The Barts Foundation will then work with the City of London and the special trustees of the existing hospital to draw up a business plan which will determine whether the 800-year old hospital has a long term future.
A report financed by the health service think tank, the King's Fund, has already proposed a future for Barts, modelled on the pre-war voluntary hospitals with the institution undertaking private work and NHS contracts while providing charitable treatment for non-paying patients.
But the new study will determine what the level of demand for paid-for services actually is, Bernard Harty, the City Corporation's Town Clerk, or chief executive, said yesterday. It is hoped to have the results available by the summer.
"The question is what services are the city and business community and others actually prepared to pay for?" he said. Obvious candidates would be the occupational health services, which companies already run but which Barts might be able to provide more competitively, a minor injuries unit, a wide range of out-patient services, and a nursing home in which the City of London - with an ageing population - would buy places on contract.
Mr Harty stressed that the City of London had made no offer for the site or promised any money yet to help acquire it. "We would not decide the size of the site we wanted until we knew what services it would be possible to finance and provide there."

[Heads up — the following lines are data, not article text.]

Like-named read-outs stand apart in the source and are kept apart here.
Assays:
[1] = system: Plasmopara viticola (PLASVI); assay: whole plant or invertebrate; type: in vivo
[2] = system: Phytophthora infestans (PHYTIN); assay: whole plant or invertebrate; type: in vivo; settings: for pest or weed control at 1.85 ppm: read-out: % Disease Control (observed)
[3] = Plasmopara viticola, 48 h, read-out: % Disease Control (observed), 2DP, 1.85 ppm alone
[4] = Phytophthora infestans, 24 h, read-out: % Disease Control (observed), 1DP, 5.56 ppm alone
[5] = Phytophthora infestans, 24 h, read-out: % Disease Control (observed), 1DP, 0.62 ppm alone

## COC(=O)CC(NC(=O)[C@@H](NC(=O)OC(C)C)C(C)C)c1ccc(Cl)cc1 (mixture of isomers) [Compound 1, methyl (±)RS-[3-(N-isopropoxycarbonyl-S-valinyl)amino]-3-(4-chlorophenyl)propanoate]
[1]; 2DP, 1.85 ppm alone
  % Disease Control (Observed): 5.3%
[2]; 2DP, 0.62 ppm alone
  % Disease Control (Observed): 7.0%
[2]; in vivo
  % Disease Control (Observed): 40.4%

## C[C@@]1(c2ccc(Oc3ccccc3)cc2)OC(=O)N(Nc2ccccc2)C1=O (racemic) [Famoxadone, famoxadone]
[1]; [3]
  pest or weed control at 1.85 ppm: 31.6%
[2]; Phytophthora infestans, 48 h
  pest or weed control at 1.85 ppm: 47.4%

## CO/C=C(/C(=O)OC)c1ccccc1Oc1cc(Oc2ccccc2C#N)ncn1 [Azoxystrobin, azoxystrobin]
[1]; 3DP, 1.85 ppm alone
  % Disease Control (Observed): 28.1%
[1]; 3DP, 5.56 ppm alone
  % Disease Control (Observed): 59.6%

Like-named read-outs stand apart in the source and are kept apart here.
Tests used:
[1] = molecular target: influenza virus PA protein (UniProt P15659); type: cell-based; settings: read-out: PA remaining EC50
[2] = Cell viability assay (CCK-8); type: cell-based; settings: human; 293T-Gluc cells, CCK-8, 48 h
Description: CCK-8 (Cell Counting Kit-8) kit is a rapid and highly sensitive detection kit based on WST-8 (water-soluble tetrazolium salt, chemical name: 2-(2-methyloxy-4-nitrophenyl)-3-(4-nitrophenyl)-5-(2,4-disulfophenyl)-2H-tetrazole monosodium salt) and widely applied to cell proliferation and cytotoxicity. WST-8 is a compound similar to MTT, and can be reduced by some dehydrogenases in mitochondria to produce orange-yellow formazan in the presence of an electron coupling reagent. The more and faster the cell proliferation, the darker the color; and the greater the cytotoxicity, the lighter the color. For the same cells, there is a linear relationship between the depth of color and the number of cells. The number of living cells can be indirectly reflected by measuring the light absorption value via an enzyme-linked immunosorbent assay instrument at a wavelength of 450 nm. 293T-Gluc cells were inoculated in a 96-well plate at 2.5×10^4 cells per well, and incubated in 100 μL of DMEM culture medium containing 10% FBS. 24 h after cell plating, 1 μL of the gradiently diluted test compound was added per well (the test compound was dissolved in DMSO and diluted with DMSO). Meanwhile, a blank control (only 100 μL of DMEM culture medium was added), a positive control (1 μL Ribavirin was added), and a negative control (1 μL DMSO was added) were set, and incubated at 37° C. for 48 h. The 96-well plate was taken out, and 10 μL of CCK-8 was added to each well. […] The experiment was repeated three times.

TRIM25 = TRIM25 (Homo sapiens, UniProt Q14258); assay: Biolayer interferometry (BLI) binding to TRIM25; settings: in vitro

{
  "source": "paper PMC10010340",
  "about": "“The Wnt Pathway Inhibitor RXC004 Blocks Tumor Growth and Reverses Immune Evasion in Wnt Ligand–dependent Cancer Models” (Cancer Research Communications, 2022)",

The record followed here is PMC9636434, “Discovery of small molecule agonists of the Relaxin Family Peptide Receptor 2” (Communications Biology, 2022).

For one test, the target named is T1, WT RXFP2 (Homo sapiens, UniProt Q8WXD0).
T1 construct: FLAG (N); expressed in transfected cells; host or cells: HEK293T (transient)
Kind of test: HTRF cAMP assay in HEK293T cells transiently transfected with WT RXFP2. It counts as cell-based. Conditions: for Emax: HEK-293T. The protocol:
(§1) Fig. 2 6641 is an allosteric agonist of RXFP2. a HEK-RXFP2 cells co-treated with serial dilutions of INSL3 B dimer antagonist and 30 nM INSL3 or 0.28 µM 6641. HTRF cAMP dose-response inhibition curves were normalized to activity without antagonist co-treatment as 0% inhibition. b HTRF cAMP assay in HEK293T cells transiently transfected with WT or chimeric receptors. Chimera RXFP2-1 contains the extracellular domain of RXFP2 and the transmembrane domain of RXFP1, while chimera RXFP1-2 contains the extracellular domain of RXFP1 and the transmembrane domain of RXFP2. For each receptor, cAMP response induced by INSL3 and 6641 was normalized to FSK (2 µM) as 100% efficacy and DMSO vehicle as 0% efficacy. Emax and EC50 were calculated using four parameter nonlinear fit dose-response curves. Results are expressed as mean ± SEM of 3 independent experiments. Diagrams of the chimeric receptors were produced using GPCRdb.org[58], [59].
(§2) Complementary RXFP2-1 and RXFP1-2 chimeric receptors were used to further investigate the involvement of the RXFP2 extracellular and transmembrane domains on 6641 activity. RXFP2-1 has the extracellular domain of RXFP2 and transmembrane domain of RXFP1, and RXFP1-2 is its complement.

The Barts Foundation - being launched by doctors at the hospital and City figures who include the Lord Mayor of London - will aim to raise the millions needed first to buy the site and then help run it.
Dr Max Gammon, a trustee designate of the foundation, which he said should be established in about six weeks' time, said raising the capital would not be difficult, but ensuring the funds were there to run services on the site "will be an immensely difficult nut to crack".
Backers of the scheme hope the Treasury might part with Barts for as little as pounds 2m to pounds 3m as its high content of listed buildings mean that for many uses the site is likely to have a negative value, despite its prime location. A proposal for the London School of Economics to move there, foundered over the pounds 100m-plus adaptation cost.
Questions are likely to remain, however, over the willingness of the NHS to dispose of the site for health care if that was seen to prejudice the redevelopment of the Royal London Hospital when Barts finally closes for NHS services.Reuse content